Dell direct delivers goods
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For about 22 years, Dell has been revolutionising the industry to make computing more accessible to customers around the globe. Because of the Texas-based computer maker's direct model - and the industry's response to it - information technology is more powerful, easier to use and more affordable.
This direct business model eliminates retailers that add unnecessary time and cost, or possibly diminish Dell's understanding of customer needs. It is a model that allows the company to build every system to order and offer customers powerful, feature-packed systems at competitive prices.
The model is also replicated in China, where Dell has a plant in Xiamen.
'We are confident in our ability to continue growing globally, particularly when we remember that 95 per cent of the world's population lives outside the US and we have less share of the market outside the US than some of our competitors,' Dell chief executive Kevin Rollins said.
Dell is making key investments in major countries, including China, India and the US, ensuring it can design, manufacture and provide service close to its customers for the long term.
A typical Dell order goes like this. When an online order is received, the configuration of the desired computer is transmitted to the manufacturing group. Using a specification sheet the order is broken down to individual components.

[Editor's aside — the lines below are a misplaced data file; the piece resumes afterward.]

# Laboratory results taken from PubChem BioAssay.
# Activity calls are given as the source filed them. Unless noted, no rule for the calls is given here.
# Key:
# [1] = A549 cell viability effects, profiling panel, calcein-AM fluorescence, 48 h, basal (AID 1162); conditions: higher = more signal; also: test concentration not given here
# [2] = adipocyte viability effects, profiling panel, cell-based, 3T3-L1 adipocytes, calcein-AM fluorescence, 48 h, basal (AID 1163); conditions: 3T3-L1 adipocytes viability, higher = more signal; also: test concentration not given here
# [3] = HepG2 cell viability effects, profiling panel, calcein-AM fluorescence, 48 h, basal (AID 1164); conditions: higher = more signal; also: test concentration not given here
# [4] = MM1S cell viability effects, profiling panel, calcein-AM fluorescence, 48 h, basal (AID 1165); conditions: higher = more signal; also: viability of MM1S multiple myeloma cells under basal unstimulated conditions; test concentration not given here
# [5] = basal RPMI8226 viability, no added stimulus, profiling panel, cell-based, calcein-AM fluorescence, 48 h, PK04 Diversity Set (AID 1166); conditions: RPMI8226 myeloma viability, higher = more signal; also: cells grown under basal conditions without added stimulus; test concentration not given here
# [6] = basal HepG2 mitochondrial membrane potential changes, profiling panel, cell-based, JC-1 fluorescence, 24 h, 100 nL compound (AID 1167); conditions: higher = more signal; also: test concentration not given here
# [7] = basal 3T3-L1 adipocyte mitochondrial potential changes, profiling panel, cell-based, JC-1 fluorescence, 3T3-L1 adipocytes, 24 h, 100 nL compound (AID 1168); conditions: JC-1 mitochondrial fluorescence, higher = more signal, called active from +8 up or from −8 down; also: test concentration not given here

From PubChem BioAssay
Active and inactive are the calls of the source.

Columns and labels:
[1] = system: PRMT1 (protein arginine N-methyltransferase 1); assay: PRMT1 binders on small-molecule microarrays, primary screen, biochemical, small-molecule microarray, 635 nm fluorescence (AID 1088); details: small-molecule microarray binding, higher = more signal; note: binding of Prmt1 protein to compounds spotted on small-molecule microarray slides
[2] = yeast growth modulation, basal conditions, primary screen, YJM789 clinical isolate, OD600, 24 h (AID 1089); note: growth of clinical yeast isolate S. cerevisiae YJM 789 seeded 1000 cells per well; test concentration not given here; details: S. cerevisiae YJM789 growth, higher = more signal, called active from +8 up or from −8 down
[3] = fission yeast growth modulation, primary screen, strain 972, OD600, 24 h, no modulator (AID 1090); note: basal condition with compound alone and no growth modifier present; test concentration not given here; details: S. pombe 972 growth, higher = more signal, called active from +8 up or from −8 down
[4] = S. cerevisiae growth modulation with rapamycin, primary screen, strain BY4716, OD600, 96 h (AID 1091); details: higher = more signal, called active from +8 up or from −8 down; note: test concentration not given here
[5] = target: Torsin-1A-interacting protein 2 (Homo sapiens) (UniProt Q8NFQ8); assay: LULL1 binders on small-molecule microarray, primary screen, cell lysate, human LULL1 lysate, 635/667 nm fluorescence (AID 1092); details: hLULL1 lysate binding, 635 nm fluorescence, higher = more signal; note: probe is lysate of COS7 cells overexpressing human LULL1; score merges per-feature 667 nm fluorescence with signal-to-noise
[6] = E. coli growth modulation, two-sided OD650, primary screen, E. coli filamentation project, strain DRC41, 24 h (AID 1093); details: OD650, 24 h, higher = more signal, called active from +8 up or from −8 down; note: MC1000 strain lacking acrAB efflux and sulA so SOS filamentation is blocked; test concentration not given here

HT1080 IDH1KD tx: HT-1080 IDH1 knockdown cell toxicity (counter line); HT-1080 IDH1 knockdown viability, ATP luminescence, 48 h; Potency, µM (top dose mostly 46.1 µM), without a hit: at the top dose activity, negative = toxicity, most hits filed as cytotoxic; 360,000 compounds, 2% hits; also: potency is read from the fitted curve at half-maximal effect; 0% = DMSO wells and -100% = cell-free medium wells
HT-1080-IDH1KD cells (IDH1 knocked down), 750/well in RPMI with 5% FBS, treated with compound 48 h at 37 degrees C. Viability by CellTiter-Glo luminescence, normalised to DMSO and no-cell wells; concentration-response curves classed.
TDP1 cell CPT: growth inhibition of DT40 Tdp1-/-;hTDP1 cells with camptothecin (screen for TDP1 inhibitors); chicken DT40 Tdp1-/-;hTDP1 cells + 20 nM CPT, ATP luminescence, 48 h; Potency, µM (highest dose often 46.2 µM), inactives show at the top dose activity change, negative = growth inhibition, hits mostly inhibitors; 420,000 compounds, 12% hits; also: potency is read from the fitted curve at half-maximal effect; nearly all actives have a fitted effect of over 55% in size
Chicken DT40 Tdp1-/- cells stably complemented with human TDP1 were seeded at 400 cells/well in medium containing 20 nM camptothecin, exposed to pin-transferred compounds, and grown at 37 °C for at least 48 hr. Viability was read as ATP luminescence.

The computer is assembled by a production team and then shifted to software loading where it is tested for four to eight hours. The entire process from receipt of order to shipping requires about 36 hours.
According to a US Department of Transportation case study, Dell would not be able to achieve that combination of rapid response and low inventory level without a very high level of freight service from United Parcel Service under a contract covering all inbound movements of parts, in addition to a sophisticated communications system.
The study said the online store concept was a revolutionary precedent for the computer industry that had been dominated by manufacturers with complex supply chains and relatively large inventories of parts and computers.
By building to order and outsourcing most components, Dell gained a major cost advantage by greatly reducing parts inventories and virtually eliminating stocks of finished machines.
Suppliers are integrated into Dell's online ordering and purchase system, resulting in a span of 15 minutes for most suppliers between receipt of order and shipment to Dell's assembly plant.
Since prices of components decline rapidly because of innovation, Dell derives a cost advantage as components are not bought until an order is received.
That means very low inventory levels - about one-tenth that of many competitors - and a favourable cash-conversion cycle of minus 20 days or less. The company estimated savings of US$30 per monitor by virtually eliminating inventory.